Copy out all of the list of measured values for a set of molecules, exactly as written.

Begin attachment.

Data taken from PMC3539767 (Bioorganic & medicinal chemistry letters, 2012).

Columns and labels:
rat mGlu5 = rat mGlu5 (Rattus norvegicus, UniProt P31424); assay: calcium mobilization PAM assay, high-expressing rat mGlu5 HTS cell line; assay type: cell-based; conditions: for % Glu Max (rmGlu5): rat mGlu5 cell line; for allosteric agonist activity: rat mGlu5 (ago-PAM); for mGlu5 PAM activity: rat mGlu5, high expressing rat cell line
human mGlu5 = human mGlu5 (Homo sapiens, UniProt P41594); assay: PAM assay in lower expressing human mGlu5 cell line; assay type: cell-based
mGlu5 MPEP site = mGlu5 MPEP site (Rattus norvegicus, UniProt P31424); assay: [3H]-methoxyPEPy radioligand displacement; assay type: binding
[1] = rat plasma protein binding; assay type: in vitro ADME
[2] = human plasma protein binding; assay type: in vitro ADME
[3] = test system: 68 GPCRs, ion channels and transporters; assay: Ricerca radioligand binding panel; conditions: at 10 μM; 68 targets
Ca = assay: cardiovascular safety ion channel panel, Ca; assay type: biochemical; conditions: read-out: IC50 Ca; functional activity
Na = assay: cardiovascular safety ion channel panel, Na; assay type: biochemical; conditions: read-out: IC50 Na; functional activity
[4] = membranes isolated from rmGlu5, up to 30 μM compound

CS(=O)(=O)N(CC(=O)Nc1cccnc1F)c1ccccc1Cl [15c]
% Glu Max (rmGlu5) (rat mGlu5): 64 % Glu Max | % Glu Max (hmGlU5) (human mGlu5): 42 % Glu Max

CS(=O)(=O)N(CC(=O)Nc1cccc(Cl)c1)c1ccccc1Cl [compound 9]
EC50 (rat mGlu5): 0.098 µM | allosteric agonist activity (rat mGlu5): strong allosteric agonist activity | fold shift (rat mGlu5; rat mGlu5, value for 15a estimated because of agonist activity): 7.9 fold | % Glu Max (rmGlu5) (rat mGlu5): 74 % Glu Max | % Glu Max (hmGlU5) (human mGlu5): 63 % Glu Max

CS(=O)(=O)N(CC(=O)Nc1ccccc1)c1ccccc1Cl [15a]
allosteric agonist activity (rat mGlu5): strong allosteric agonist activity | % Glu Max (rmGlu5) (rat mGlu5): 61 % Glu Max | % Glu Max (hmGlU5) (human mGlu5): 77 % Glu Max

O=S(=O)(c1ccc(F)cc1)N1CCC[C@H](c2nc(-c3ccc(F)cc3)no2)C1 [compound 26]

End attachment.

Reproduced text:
Data taken from PMC3539767 (Bioorganic & medicinal chemistry letters, 2012).

Columns and labels:
rat mGlu5 = rat mGlu5 (Rattus norvegicus, UniProt P31424); assay: calcium mobilization PAM assay, high-expressing rat mGlu5 HTS cell line; assay type: cell-based; conditions: for % Glu Max (rmGlu5): rat mGlu5 cell line; for allosteric agonist activity: rat mGlu5 (ago-PAM); for mGlu5 PAM activity: rat mGlu5, high expressing rat cell line
human mGlu5 = human mGlu5 (Homo sapiens, UniProt P41594); assay: PAM assay in lower expressing human mGlu5 cell line; assay type: cell-based
mGlu5 MPEP site = mGlu5 MPEP site (Rattus norvegicus, UniProt P31424); assay: [3H]-methoxyPEPy radioligand displacement; assay type: binding
[1] = rat plasma protein binding; assay type: in vitro ADME
[2] = human plasma protein binding; assay type: in vitro ADME
[3] = test system: 68 GPCRs, ion channels and transporters; assay: Ricerca radioligand binding panel; conditions: at 10 μM; 68 targets
Ca = assay: cardiovascular safety ion channel panel, Ca; assay type: biochemical; conditions: read-out: IC50 Ca; functional activity
Na = assay: cardiovascular safety ion channel panel, Na; assay type: biochemical; conditions: read-out: IC50 Na; functional activity
[4] = membranes isolated from rmGlu5, up to 30 μM compound

CS(=O)(=O)N(CC(=O)Nc1cccnc1F)c1ccccc1Cl [15c]
% Glu Max (rmGlu5) (rat mGlu5): 64 % Glu Max | % Glu Max (hmGlU5) (human mGlu5): 42 % Glu Max

CS(=O)(=O)N(CC(=O)Nc1cccc(Cl)c1)c1ccccc1Cl [compound 9]
EC50 (rat mGlu5): 0.098 µM | allosteric agonist activity (rat mGlu5): strong allosteric agonist activity | fold shift (rat mGlu5; rat mGlu5, value for 15a estimated because of agonist activity): 7.9 fold | % Glu Max (rmGlu5) (rat mGlu5): 74 % Glu Max | % Glu Max (hmGlU5) (human mGlu5): 63 % Glu Max

CS(=O)(=O)N(CC(=O)Nc1ccccc1)c1ccccc1Cl [15a]
allosteric agonist activity (rat mGlu5): strong allosteric agonist activity | % Glu Max (rmGlu5) (rat mGlu5): 61 % Glu Max | % Glu Max (hmGlU5) (human mGlu5): 77 % Glu Max

O=S(=O)(c1ccc(F)cc1)N1CCC[C@H](c2nc(-c3ccc(F)cc3)no2)C1 [compound 26]